Only two sectors were in the top-right quadrant showing above-trend and accelerating growth, while two were in the bottom-left of below-trend and decelerating growth. Business surveys continued to stay positive: service-sector surveys seemed to ‘catch down’ towards their manufacturing counterparts, while manufacturing, conversely, showed signs of bottoming. New orders/inventories ratios continued to rebound, while the global manufacturing PMI is modestly reaccelerating.
Commodity-linked components also extended their positive run, despite slowing. Surveys of forward orders strengthened, offsetting a sharp fall in the Baltic Dry index as it unwinds prior gains.
Consumer/Labour remained in the top-left quadrant of below-trend but improving growth. Consumer confidence has peaked on aggregate, although Germany finally looks to be past the worst after a tough period. The US labour market showed signs of reaccelerating on the back of a strong employment report, but the lack of spare capacity is keeping growth below-trend.
Worryingly, global trade moved out of the top-right and into bottom-left quadrant, with both hard and soft data weakening again. In truth, global trade levels have been flatlining for the past six months, with mini-cycles around this trend.
Industrial Orders continued to lag, failing to support the modest pick-up in manufacturing surveys as they fell into the bottom-left quadrant of below-trend and decelerating growth. Japan's sales-to-inventory ratio is in freefall, with US durable goods giving a similarly negative signal. The one bright spot is in Europe, where Germany’s foreign orders look to be consolidating their rebound despite a weak domestic picture.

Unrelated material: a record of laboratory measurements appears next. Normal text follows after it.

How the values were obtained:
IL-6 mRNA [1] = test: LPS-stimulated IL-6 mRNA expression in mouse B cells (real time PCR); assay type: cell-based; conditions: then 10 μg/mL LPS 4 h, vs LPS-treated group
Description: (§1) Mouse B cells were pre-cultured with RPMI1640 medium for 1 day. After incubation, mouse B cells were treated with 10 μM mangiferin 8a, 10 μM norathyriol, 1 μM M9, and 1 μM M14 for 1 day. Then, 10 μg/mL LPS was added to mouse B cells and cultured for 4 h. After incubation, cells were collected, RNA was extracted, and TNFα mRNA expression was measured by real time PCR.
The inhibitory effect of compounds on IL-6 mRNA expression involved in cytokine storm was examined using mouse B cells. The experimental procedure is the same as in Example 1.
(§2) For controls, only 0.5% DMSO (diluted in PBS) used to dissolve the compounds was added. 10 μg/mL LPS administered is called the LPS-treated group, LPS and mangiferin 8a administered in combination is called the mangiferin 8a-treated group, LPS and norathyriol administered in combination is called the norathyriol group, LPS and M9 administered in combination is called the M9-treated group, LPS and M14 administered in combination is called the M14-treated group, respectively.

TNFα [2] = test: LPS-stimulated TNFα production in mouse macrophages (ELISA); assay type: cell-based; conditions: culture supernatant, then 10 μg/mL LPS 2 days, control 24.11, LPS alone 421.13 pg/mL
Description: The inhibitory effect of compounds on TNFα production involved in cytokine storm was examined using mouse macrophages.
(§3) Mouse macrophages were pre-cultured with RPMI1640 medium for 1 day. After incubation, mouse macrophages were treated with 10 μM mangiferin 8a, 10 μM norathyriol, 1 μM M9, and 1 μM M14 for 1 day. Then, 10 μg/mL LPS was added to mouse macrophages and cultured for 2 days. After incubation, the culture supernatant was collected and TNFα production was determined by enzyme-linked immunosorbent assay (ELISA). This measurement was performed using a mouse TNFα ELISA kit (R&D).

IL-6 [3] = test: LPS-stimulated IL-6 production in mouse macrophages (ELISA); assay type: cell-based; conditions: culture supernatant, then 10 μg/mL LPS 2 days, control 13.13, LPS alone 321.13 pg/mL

Positive drivers despite abundant global risks
Global monetary conditions have eased significantly. Developed market sovereign bond yields plunged by a similar magnitude to 2007-09 during this year’s trough, with the Federal Reserve now aggressively expanding its balance sheet yet again. Almost every major emerging market central bank has lowered rates this year, many after painful tightening in 2018. This will boost growth, albeit with a lag.
Meanwhile, Chinese policy has been measured but supportive, both in fiscal and credit, with deleveraging ‘on hold’ after the 2018 credit crunch that smacked domestic growth.
Global risks are abundant. The US-China trade war is not going away, even if ‘peak uncertainty’ has been reached. A ‘mini-deal’ could be forthcoming but seems increasingly unlikely before January, given recent Trump rhetoric. Indeed, any deal is unlikely to address the vast majority of contentious structural issues, keeping the truce uneasy and economic uncertainty intact.
However, China’s resilient PMIs and the fact that previous US-China tariffs have thus far failed to knock the FLI off course suggest that the global growth recovery has other overriding factors. Elsewhere, the fast-fading boost from prior years’ US fiscal policy, against a mature credit cycle, tight labour markets and growing US election uncertainty, suggests that the US will continue to slow. The grind higher in oil prices will also prove a modest drag on activity. Moreover, the lack of spare capacity in many countries’ labour markets, and more limited scope for easing in many major economies, means any cyclical upswing will be more muted than recent history.
Past its worst
Overall, the FLI overall points to global growth being comfortably past the worst, with this continuing in the first quarter of 2020. However, the FLI seems to be plateauing at growth levels just half of the 2012-13 and 2016-17 upswings’ respective peaks. Moreover, beyond the first quarter of next year, the FLI seems to be turning less sanguine on the prospect of continued improvement, suggesting a limit to any upswing in corporate earnings.